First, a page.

416 PUTTI G THE HAKD TO VHB ^PIiOW. it will appear. Thus, if the pnrpofie is not fonnally renonsced, there is a secret wish to renounce it Again^ howeva-, the conviction of the wisdom and necessity of the case retnms with greater force — for what are all these things compared with the loss of the sonlt And now, is it practicable f — shall I become a Christian if I undertake! Perhaps if I form a d^ termination it will be onlj to abandon it and to incar the shame and obloquy of beginning to build and not being able to finish. Thus, in the minds of such persons the embarrassments and di£Sculties seem to be peculiar and insurmountable. There are ten thousand insuperable tfs that rise like mountains to prevent the salvation of their souls. Thus, the strength of their purpose abates and its ardor expires. Soon the wisdom, or tlxe necessity, or even the possibili^ of conversion, is made a question, and the purpose is surrendered, if not finally, only to be resumed with less hope and relinquished with less regret and concern, till it is terminated by death and damnation. Every such person puts his hand to the plow and lo(^ back. S. The same thing is true of those who, in times of deep affliction, sudden danger, or alarming sickness, have formed resolntions to become religions, and who abandon them on a change of circumstances. Such cases have fallen imder the observation of almost every one, if they have not been matters of fact in his own experience.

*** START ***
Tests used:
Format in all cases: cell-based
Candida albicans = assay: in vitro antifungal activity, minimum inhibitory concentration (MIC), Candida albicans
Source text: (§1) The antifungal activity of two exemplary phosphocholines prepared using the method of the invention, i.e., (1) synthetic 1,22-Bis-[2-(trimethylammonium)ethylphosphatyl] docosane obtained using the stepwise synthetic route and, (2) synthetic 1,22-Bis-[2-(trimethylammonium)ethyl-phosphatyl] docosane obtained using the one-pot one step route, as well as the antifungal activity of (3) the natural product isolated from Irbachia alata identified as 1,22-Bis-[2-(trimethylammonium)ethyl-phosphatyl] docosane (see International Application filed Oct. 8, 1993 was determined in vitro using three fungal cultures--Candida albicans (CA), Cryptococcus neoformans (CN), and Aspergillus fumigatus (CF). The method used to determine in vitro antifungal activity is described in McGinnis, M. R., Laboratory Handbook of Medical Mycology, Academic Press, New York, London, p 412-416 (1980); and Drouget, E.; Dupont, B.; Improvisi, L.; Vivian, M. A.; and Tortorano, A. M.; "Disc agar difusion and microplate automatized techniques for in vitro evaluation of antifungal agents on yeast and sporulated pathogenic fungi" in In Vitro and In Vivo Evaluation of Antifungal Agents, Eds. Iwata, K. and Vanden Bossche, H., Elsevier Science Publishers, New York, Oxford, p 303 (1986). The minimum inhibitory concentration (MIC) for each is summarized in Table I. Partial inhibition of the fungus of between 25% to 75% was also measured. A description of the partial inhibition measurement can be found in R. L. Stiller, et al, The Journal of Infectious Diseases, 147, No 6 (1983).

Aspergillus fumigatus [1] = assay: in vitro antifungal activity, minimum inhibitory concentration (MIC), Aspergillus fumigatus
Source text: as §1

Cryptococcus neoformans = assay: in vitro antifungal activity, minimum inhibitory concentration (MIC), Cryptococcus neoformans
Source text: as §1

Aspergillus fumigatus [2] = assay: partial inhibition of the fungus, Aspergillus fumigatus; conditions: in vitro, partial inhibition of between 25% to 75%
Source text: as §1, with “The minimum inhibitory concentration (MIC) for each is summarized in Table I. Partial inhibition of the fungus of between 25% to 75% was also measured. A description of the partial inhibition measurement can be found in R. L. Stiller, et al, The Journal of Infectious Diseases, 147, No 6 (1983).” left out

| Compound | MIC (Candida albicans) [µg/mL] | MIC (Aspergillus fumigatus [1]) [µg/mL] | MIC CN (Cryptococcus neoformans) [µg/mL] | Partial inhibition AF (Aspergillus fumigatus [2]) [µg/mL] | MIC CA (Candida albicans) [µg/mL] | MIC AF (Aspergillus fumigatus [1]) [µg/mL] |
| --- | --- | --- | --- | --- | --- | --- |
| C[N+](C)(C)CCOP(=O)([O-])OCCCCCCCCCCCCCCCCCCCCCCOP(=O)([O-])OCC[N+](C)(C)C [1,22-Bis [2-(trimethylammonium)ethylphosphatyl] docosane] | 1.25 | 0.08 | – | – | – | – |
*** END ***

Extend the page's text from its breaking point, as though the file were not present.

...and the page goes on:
Under affliction tlie sensibilities of the soul are softened, the influence of the world to seduce and blind and harden is diminished, the need of a more enduring substance is seen, and the powers of the world to come are felt. At such a season, it is as easy as it is common to form resolutions and purposes to renounce the world and sin, and to make religion and the concerns of the soul the grand object. The coimteuance, the conversation, the abated ardor of worldly pursuits, the suspension of worldly pleasures, all seem to say, "Lord, I will follow thee." But scarcely, in many cases, is the rod of chastisement withdrawn — scarcely has